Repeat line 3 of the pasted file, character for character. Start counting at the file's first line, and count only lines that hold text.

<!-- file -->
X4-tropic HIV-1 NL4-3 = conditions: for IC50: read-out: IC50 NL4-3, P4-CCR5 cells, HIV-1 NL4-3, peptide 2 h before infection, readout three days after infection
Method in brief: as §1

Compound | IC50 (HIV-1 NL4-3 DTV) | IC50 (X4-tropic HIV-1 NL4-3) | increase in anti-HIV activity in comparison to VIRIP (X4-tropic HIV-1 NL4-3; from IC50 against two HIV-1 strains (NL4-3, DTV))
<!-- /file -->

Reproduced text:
Compound | IC50 (HIV-1 NL4-3 DTV) | IC50 (X4-tropic HIV-1 NL4-3) | increase in anti-HIV activity in comparison to VIRIP (X4-tropic HIV-1 NL4-3; from IC50 against two HIV-1 strains (NL4-3, DTV))